The red light on our kitchen stove when one or more burners are on, or something is baking in the oven.
The sections of glass in the Tiffany lamp under which our cat sleeps: buttons of amber, a butterfly with red and black wings, green leaves and white morning glories with yellow stamens.
The tiny green light flashing in the lawn of an apartment building one night that caught Roberta’s attention while we were walking home from Café Vita. We were mystified. I bent down to look more closely. It turned out to be a warning light for a small lawn sprinkler.
The band of light on the CD player in our ’94 Subaru that flashes “reading” or “untitled” whenever we slide a CD in for play.
The Hall of the Eye at the Griffith Observatory in Los Angeles.
The colors in a dream.
Roof top cab signs.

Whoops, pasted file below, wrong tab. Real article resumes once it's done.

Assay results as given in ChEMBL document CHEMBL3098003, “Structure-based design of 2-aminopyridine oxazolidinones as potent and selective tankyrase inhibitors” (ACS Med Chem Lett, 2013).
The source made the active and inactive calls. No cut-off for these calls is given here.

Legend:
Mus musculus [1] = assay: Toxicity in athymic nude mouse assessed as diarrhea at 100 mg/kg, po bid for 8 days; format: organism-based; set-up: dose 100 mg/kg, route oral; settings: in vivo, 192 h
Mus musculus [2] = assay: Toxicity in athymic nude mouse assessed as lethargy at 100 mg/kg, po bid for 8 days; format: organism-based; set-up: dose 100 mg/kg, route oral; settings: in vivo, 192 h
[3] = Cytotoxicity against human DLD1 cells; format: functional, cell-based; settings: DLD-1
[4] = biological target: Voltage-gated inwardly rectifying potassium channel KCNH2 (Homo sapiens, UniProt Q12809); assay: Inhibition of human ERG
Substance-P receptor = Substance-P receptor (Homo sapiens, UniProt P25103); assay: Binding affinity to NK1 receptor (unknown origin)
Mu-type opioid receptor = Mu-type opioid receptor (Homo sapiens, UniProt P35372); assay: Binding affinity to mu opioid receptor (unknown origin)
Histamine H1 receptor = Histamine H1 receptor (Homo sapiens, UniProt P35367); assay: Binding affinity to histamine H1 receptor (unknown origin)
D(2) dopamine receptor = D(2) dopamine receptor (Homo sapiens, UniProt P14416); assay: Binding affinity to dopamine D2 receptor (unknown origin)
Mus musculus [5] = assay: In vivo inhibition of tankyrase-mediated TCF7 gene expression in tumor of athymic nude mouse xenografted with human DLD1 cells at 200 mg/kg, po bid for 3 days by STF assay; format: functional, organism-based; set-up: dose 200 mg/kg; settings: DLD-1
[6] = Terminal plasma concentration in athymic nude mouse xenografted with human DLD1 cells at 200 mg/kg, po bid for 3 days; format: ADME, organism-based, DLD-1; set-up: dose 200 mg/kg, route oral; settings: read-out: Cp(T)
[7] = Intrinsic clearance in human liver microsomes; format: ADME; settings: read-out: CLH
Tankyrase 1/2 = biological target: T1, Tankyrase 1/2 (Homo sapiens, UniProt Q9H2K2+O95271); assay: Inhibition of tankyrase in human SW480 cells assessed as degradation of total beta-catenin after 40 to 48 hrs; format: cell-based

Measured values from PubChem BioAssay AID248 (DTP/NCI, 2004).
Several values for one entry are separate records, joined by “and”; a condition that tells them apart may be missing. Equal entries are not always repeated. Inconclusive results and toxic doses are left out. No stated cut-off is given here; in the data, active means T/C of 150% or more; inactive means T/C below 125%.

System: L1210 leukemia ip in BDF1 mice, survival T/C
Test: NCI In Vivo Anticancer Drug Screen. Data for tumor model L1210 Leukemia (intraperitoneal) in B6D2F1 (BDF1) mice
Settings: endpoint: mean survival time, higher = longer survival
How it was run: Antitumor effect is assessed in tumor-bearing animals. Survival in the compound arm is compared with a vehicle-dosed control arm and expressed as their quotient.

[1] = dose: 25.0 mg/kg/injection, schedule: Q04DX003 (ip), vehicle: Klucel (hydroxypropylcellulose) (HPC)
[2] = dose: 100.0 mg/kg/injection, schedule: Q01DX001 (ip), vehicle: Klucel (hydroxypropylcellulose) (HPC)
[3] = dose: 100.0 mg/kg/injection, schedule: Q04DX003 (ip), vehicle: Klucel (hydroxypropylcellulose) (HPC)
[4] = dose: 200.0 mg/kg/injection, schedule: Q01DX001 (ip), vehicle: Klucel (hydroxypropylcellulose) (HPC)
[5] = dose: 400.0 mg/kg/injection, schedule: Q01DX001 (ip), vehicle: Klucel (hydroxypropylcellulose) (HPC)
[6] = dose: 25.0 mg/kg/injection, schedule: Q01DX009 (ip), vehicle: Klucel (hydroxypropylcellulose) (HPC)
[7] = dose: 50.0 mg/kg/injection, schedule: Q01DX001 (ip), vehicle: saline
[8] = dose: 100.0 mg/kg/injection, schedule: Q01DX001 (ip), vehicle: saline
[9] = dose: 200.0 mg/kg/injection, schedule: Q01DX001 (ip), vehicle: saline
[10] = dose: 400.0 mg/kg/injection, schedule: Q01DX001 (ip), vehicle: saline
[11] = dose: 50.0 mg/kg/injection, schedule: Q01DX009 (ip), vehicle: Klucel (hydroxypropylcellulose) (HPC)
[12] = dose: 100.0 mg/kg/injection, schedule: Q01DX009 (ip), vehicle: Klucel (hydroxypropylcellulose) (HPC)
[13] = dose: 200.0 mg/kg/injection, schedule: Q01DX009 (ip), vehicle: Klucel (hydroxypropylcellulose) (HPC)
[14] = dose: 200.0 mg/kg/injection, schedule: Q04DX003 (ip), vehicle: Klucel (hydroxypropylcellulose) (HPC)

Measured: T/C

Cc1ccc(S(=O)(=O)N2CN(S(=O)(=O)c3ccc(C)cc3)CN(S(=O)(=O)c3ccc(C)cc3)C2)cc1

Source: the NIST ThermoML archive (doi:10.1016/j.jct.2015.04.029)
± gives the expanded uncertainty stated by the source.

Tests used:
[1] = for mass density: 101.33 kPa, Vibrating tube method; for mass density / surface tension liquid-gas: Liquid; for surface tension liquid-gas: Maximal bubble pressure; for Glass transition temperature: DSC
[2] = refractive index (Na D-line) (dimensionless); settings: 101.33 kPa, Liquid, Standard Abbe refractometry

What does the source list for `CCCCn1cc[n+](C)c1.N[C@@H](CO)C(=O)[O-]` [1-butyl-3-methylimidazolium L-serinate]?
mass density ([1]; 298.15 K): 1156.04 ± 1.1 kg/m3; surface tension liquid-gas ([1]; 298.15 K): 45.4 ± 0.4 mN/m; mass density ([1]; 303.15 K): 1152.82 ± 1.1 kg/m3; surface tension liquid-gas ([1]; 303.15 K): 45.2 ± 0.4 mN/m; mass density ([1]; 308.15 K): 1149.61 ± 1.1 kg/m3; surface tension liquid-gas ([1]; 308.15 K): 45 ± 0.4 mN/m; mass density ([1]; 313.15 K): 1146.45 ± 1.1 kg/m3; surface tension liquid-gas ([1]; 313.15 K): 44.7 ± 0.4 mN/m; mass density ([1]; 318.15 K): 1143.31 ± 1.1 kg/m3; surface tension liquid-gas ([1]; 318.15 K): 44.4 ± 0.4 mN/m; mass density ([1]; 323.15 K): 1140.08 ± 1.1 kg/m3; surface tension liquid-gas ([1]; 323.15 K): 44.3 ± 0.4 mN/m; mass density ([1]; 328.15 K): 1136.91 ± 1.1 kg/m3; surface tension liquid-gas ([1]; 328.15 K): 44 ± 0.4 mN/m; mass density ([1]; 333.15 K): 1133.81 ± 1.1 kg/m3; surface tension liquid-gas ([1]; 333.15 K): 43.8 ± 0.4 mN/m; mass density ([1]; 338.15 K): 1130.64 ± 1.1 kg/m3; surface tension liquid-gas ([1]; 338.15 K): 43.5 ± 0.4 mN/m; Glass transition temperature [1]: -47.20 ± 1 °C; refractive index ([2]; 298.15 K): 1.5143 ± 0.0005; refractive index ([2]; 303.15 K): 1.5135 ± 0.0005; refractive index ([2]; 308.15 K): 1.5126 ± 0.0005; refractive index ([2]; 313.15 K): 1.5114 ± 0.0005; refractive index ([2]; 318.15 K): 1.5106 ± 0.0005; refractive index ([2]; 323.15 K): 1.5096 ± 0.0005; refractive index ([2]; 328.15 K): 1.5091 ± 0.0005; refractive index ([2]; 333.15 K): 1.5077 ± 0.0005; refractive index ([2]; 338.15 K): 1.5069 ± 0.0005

The Christmas lights in the small glass jar covered with white lace that is currently situated beneath a large pine bookcase whose sides I carved in the front yard of a friend in the Santa Cruz mountains near Los Gatos and whose pattern I took from a book on Viking carving and consists of birds sitting amid foliage with berries in their beaks.
Motel signs, particularly the ones found way out in the desert, or great plains, in places like Kansas, or Missouri. The pop and ice dispensers at such motels. The silhouettes behind the curtains.
Streaks of orange and violet and gold at sunset.
The Nocturnal House at Seattle’s Woodland Park Zoo which housed fruit bats, a two-toed sloth and three-banded armadillo and had to close in 2010 due to budget constraints. I miss seeing the fruit bats hanging upside down, cocooned in their membranous wings, silent and still except for the occasional wriggle.
Bright yellow leaves constellating the sidewalk in late fall after it has freshly rained.